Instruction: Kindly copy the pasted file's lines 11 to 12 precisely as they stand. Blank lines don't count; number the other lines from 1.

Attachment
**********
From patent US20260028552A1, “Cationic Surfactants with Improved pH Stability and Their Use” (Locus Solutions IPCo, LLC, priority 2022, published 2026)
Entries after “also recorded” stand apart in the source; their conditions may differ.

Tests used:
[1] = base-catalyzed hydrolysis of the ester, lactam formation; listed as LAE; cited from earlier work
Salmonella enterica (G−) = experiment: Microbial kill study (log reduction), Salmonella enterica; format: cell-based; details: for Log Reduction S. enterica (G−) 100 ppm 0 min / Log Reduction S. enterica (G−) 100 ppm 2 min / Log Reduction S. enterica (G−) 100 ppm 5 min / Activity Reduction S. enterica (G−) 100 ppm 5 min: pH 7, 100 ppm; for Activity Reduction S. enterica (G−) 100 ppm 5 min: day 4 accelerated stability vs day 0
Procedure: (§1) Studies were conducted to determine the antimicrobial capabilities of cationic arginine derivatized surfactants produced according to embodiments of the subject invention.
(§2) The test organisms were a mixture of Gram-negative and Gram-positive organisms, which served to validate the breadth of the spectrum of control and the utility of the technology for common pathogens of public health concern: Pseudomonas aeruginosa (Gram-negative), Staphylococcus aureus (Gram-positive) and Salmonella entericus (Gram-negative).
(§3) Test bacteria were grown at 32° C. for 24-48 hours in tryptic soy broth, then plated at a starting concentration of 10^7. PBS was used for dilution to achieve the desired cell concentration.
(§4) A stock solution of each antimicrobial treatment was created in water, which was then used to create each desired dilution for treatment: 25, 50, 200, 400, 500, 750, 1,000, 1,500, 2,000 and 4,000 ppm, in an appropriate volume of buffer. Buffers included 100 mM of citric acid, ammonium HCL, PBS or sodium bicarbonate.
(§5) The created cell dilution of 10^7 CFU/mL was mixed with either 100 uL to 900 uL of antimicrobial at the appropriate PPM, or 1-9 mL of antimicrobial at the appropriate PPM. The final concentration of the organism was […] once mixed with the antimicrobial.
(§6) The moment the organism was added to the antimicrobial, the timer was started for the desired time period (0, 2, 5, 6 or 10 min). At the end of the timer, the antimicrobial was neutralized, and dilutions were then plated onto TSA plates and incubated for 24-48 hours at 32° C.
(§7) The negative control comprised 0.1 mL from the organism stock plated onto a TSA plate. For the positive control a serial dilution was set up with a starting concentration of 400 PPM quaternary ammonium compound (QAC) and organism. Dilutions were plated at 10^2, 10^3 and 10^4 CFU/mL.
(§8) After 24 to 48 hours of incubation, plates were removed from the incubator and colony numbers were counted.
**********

(§6) The moment the organism was added to the antimicrobial, the timer was started for the desired time period (0, 2, 5, 6 or 10 min). At the end of the timer, the antimicrobial was neutralized, and dilutions were then plated onto TSA plates and incubated for 24-48 hours at 32° C.
(§7) The negative control comprised 0.1 mL from the organism stock plated onto a TSA plate. For the positive control a serial dilution was set up with a starting concentration of 400 PPM quaternary ammonium compound (QAC) and organism. Dilutions were plated at 10^2, 10^3 and 10^4 CFU/mL.